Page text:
The Transition, Pt. 4

Having great bosses, spending time with my daughter and being employed was a good feeling to have. Making it a great feeling is having all three things in extremely close proximity. It’s not the travel itself that’s difficult for me. The introspective five hour, 300 mile drive is a nice escape from reality. Or at least it is when driving to my daughter. The drive back to the “hotel room with kitchenette” is a whole other feeling of shit. It really did suck.

Driving towards my daughter, I couldn’t care if it was 4 am enjoying the sunrise or 10 pm pulling into the station riding the bus. I was happy, almost blissful, at least to a point. I knew that in just 48 hours time, I’d be returning to my starting point. The drive back to continue my job was near complete and total hell. The distance between me and the place I “live” was getting smaller, while the distance between friends and my little girl was greatly increasing.

Near the second hour of driving away, I’d become numb to everything around me. My mind would be empty, my body on autopilot, just staring into the horizon speeding down the interstate. Those were the night driving times, where everything around you just blended in with each other except for what the headlamps bounced back off. The darkness further encased the emptiness that was my mind.

Monday morning shed light on the ghost of a man who had left that previous Friday. He was there, just not entirely all at the same time. By Wednesday, I was back to my normal self, enjoying the work and my surroundings, locking away Monday’s thoughts and feelings. I was looking forward to the following Friday when I’d do it all over again and be on the road to seeing my daughter.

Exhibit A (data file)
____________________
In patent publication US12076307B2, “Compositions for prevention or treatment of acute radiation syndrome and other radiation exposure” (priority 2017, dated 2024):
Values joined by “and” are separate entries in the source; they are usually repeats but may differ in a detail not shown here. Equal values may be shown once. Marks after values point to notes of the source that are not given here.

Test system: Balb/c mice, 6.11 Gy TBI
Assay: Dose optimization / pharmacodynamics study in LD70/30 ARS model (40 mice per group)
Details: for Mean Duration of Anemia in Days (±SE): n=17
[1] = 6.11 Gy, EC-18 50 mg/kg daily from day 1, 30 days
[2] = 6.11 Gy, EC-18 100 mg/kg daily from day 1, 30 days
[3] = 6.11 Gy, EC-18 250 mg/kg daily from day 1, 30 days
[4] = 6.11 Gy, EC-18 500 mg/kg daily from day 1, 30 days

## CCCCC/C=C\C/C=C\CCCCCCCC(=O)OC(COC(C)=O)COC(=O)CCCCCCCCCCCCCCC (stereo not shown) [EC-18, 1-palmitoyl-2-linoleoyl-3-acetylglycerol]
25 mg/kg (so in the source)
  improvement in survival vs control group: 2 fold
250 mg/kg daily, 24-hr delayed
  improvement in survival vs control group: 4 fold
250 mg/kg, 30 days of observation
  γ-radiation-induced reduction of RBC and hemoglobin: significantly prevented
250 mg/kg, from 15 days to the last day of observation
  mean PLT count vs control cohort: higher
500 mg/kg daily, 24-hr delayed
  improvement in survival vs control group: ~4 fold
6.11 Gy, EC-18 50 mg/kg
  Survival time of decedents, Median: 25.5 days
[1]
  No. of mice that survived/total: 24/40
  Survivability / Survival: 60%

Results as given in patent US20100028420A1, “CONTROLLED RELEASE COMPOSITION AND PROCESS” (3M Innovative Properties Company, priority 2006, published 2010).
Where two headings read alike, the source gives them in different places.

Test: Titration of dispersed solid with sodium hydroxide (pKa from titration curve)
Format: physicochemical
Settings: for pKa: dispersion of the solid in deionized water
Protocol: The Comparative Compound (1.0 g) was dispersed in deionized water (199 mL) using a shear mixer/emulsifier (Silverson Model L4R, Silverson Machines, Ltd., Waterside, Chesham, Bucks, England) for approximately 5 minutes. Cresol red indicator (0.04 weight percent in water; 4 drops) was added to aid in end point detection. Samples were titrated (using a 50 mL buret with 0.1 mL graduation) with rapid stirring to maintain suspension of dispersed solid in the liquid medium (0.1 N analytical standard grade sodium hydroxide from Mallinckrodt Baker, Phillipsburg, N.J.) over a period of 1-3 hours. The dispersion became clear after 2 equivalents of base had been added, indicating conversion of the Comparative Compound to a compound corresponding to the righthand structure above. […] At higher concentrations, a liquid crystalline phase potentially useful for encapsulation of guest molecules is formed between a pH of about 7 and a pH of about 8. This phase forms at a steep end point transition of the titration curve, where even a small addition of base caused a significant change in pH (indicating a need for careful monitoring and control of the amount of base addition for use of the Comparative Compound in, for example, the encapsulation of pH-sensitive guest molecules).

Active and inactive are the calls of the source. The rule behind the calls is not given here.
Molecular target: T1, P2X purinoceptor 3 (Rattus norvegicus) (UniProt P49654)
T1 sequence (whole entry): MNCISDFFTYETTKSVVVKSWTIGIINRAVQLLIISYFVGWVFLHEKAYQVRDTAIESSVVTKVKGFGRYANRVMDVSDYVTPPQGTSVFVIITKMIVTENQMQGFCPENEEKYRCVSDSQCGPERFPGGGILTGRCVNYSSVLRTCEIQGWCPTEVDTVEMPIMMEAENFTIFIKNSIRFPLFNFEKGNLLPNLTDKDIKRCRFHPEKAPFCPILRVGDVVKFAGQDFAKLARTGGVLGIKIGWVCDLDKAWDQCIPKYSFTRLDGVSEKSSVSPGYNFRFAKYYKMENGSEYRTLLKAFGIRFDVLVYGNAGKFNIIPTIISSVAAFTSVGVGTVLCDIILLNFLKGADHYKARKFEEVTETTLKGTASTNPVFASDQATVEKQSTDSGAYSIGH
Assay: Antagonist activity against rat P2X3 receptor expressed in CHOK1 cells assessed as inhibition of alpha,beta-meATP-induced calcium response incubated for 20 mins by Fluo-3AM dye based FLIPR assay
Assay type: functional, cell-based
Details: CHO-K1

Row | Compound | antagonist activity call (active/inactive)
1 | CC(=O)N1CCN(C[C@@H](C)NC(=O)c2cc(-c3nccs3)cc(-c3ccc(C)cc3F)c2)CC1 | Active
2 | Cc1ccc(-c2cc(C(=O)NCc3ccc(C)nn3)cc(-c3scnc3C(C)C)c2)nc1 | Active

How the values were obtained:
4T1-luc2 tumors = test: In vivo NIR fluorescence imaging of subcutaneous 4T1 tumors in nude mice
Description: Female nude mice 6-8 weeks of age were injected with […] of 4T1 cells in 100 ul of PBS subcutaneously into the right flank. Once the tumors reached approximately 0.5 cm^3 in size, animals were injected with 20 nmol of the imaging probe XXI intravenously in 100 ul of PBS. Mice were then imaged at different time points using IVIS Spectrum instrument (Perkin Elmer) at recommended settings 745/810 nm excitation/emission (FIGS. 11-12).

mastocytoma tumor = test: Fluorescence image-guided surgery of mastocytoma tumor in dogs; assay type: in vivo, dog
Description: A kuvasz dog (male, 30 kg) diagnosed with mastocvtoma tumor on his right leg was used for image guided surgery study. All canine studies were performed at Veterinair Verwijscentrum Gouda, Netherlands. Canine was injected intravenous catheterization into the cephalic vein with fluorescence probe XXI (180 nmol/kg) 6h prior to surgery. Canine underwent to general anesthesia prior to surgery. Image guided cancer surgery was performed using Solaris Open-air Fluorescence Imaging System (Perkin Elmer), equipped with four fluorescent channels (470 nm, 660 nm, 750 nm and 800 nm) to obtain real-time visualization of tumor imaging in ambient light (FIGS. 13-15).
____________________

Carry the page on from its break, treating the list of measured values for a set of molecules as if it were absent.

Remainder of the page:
I came to realize that driving 1200 miles a month, while partly enjoyable, was also something that I would have to rethink. While being able to force myself to believe that twice a month visits was better than nothing, twice is no longer cutting it. There’s a bouncy, happy to see her daddy, little girl that deserves a hell of a lot more time than whats been offered. She knows I’m daddy, but doesn’t fully understand I’m daddy. She trusts her daddy, but doesn’t fully understand why she trusts him. She just knows that the man she’s called daddy has shown up to take her for a day trip, to spend time with her and explore her world as she wants and sees fit. He shows affection towards her, a care in his eyes without even knowing it, and she picks that up without trouble.

There’s a bond between us that’s struggling to be kept, being constantly tested by time, time spent apart from each other. One day she’ll know all, but until then, she’ll at least know that her daddy loves her…

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